CoverStory_9In January 2013, Vallejo founded his 527 organization, which he called Progress NMB. Its purpose, as Vallejo explained to donors, was “to keep me strong with the voters” and “to push my agenda.” But to insulate himself, Vallejo registered the group under the name of a neighbor. (That neighbor, whose name was misspelled in the interrogation transcript, could not be located by deadline.) In reality, there were only two members of Progress NMB: Vallejo and his wife. As Vallejo told prosecutors, “My wife is, she’s one of my political sounding boards and she’s like one of, I hate to use that word, political operative, but one of my political operative people, you know, in talking to the community, and talking to people, and stuff like that.”

Vallejo told the prosecutors he raised between $25,000 and $30,000 from donors, such as Marina Palms developer Neil Farman, the Dezers, and the operators of Duffy’s Sports Grill, which has a popular location at the Intracoastal Mall.

The money didn’t pay for political fliers or commercials. Instead, it was spent by Vallejo and Shinego personally. For example, Vallejo went on a trip to Sandy Springs, Georgia, a municipality renowned for outsourcing nearly all of its services. During his trip, Vallejo met the Sandy Springs mayor and deputy city manager. But the meeting coincided nicely with the baseball tournament he and his son attended in Sandy Springs. He also bought a baseball bat for his son using Progress NMB proceeds

Vallejo then confirmed to prosecutors that he and his wife spent Progress NMB money on car insurance, groceries, clothes, family dinners, salon treatments, another baseball tournament -- this time to Sarasota -- and some political gatherings in which he and his wife emphasized the importance of electing officials aligned with their pro-development, pro-business vision for the city.

Assistant state attorney VanderGiesen: “At the time, did you understand that you weren’t free to just spend the money however you wanted? That there are rules on how 527s can spend their money?”

Vallejo: “My understanding of the rules probably was a little more expansive than, you know, what I know now.”

VanderGiesen: “Do you recall how the purchase of the baseball bat was in furtherance of the 527?”

Vallejo: “Not a clue.”

In March 2015, using his aunt’s name, Vallejo created a regular political committee called Floridians For Progress, with the express purpose of advocating for changes in the city charter during a special election to be held in November 2016. (These records are available for viewing on the Miami-Dade Elections website.)

In the span of 20 months, Vallejo raised $73,850 for Floridians For Progress. FFP’s biggest contributor was Michael Dezer’s wife, Neomi Dezertzov, who gave $30,000. Other major contributions included $10,000 from Moore Investments, former owner of a W. Dixie Highway brownfield that’s now slated to become the 2.5 million-square-foot “micro city.” Russell Rosenthal, a prominent property owner, gave $8500. Dean Tyler, operator of Dean’s Gold, kicked in $7500. ASA College, located within the Intracoastal Mall, donated $5000.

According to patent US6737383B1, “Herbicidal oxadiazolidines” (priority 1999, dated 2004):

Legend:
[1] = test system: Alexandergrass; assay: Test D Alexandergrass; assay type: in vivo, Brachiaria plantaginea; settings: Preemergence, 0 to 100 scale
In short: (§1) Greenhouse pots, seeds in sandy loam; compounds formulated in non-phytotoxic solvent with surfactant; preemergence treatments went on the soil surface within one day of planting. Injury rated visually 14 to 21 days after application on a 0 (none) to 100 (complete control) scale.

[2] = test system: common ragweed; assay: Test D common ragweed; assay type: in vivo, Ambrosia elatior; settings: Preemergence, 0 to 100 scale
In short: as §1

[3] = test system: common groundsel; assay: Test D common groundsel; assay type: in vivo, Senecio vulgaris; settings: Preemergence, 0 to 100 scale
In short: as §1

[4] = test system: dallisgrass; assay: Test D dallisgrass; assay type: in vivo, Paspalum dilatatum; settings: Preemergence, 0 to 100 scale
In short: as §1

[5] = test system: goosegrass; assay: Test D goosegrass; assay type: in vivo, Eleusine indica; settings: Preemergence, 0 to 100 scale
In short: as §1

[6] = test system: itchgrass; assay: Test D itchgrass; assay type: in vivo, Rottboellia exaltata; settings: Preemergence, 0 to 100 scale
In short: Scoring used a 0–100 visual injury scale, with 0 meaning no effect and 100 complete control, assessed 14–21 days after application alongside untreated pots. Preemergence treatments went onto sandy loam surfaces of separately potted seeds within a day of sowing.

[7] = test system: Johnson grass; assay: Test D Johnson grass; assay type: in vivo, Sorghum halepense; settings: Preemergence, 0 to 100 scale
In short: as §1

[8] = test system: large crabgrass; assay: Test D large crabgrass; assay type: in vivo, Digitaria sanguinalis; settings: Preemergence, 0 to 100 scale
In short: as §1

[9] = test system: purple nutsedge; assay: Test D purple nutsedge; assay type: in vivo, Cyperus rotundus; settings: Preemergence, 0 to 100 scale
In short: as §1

Vallejo sent $43,898 in FFP money to the Democracy Project, a political committee run by Keith Donner. Vallejo told prosecutors those funds were used for mailers and polling. Other expenditures went to candidates friendly to Vallejo’s agenda and to other political committees. And, as mentioned earlier, Vallejo directed two $5000 disbursements to shell companies that he and his wife controlled.

For his own 2015 re-election, Vallejo raised $49,030. Part of those funds, $9320, was sent to JATC, Inc. for “consulting fees.” Vallejo, though, had no opposition, and under state law leftover money must be returned to donors, given to a charity, or placed in a city office account “to be used only for legitimate expenses in connection with the candidate’s public office.”

In accordance with that law, Vallejo allocated $3000 to the Mystic Force Foundation, a non-profit children’s cancer fund-raising group. The rest of the unspent funds, $13,237, was sent to Vallejo’s mayoral office account. The money was used to pay for various personal expenses. “All I can think of is that I was short money,” he told prosecutors. “I, you know, moved the money here to loan it temporarily and then paid it back.”

For instance, Vallejo said he put money back into his office account after he earned a commission for brokering the $10.2 million sale of a site on NE 164th Street that is expected to become a 347-unit apartment building.

“I think that account still has a few hundred dollars in it,” Vallejo told prosecutors.

VanderGiesen countered that it appeared that virtually all of all of the office campaign funds were gone, spent on BillPay Online, Walmart, SunPass, Cuban Guys Sandwich Shop, and other personal items.

“A few hundred dollars, doesn’t really pay a lot of bills in today’s world,” VanderGiesen said.

“No,” Vallejo replied.


This article has been updated.